Alexander Rose is an American-born military historian who grew up in Australia, was educated in Great Britain, once lived in Canada, now lives in New York, and a former journalist. He wrote American Rifle as a biography of well, American rifles. Given his own mini-biography (see his website) you might think we would decry the role of rifles in America (given that there is an “America Sucks” school of history).
Instead, Rose has maintained an admirable objectivity. He concerns himself primarily with military rifles. Sometimes he makes room for discussions of what was going on in the civilian market, but mainly as that market would then or later affect the military.
American Rifle opens with a vignette. In 1772, Charles Wilson Peale is painting a portrait of the youngish George Washington who insisted that a rifle be included in the background. The book then backtracks into earlier history of the rifle. Later, Rose states that Washington learned to appreciate rifles as an Indian fighter on the colonial frontier.
Washington became the model of what Rose describes as the tension between sharpshooting and mass firing philosophies. As commander of the colonial forces during the American Revolution, Washington at first stressed aimed fire by small bands of marksmen. He learned that battle still had to be joined with soldiers bearing muskets (in fact, the army had too many rifles and scrambled to find muskets). The conflict between marksmanship and mass-firing continued to affect rifle development throughout United States history.
Rose names the advocates of marksmanship the “progressives” (no relation to people who use the name today) who believed that war could be fought by small cadres of marksmen who would surgically destroy an enemy through long-range carefully aimed shots. He names the mass-firing disciples the “diehards” who believed in throwing a great deal of lead while fighting at closer ranges—much like 18th century lines of musket wielding troops who pointed their weapons but did not aim them.
Rose discusses the development of most of America’s military rifles and shows how the tension between progressives and diehards explain some truly surprising choices in military rifles. For instance, after the Civil War the Ordnance Department believed the “Trapdoor” Springfield had reached the absolute zenith of accuracy and fire discipline. Small bands of marksmen could use it to hit officers and enemy soldiers at 1,000 yards. In this context, former Union officers and others formed the National Rifle Association to increase marksmanship and lead the way to such a military.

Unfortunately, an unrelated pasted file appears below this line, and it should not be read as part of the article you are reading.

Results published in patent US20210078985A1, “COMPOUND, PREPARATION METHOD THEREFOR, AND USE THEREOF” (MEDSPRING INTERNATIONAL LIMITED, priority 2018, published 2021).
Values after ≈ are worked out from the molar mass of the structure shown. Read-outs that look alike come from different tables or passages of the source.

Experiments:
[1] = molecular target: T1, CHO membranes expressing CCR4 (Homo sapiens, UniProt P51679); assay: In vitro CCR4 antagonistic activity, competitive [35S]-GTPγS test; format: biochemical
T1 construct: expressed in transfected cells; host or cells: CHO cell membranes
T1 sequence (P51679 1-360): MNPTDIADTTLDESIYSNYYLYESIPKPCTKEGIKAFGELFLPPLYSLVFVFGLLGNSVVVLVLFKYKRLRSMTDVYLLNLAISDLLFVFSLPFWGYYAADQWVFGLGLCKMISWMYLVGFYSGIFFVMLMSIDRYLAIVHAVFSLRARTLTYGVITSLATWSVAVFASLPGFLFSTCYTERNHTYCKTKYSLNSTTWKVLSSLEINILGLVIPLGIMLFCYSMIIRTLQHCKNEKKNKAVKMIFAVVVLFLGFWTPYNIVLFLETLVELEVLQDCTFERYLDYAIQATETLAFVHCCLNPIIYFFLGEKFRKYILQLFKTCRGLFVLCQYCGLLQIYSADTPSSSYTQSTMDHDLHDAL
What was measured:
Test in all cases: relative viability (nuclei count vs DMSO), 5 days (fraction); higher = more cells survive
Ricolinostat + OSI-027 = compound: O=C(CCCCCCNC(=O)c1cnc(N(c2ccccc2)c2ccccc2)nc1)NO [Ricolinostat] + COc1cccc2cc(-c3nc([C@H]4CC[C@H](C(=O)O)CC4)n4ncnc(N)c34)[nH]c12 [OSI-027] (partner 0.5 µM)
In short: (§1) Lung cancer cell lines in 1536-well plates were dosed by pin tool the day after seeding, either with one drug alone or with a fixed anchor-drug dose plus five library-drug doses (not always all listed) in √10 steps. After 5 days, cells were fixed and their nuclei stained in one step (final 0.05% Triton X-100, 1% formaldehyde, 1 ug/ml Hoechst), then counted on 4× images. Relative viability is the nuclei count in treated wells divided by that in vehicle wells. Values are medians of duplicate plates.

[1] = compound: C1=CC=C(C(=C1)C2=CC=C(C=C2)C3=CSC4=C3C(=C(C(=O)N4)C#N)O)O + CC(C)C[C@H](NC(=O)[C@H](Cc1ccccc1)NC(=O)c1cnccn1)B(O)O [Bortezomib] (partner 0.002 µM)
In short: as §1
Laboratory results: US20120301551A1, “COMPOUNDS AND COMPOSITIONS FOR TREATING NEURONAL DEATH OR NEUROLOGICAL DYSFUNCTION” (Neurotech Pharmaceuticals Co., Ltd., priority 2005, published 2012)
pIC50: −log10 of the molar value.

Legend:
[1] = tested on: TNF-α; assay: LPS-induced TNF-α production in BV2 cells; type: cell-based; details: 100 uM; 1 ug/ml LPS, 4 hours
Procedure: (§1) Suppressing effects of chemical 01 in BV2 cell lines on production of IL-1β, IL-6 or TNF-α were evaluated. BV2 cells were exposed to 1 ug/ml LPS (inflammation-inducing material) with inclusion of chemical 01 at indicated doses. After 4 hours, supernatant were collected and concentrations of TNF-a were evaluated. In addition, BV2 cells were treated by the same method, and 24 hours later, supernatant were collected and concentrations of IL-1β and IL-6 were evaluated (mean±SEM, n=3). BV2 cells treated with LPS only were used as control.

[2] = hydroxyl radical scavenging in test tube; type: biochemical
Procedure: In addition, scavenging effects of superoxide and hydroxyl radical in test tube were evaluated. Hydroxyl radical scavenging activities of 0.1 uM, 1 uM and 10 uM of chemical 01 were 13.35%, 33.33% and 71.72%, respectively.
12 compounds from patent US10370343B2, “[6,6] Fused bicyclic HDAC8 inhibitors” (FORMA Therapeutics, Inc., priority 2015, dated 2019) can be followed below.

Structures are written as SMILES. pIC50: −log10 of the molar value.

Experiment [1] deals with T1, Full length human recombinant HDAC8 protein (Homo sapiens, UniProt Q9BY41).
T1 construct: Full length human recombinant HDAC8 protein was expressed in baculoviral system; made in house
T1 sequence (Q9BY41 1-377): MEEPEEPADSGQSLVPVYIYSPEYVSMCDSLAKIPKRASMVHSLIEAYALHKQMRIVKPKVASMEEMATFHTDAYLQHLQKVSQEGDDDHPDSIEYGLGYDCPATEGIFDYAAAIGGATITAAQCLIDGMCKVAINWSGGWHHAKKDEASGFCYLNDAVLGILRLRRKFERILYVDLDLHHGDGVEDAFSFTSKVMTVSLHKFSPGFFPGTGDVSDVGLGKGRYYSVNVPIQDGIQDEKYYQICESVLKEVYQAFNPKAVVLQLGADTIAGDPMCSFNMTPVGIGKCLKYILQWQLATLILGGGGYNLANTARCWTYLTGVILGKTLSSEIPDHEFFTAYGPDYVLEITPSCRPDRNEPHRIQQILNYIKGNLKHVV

Unfortunately for progressives, soldiers experienced something quite different in the Indian Wars. Instead, Indians attacked quickly and tried to get among the soldiers. The soldiers needed repeating rifles that could throw a lot of lead. They pushed the military to consider repeating arms such as the Winchester and others.
Slowly, the army began to adopt repeaters, but even as late as 1900 kept a magazine cut-off that would force a soldier to load one cartridge at a time (as on the 1903 Springfield rifle). Another five rounds were kept in “reserve” in the internal magazine.
Today, we still have arguments between very accurate guns and rapid-firing guns and tactics that take advantage of one or both (see the chapter on the M-14 versus the M-16 especially).
I wish Rose had included more discussion of civilian guns. Granted, most civilian makers have tried to get the military interested in their guns. Also, military developments certainly impact the civilian market (less so now with banning civilian ownership and development of new fully-auto rifles).
American Rifle explains how our rifles came into being. It describes the successful innovations and the failures. It shows that their development was not just one straight line from the Kentucky Rifle to the M4 Carbine. At any point, another road could have been taken. It tells of lost opportunities such as the early breechloader invented by John H. Hall. It is well written and a valuable addition to any gunnie’s library.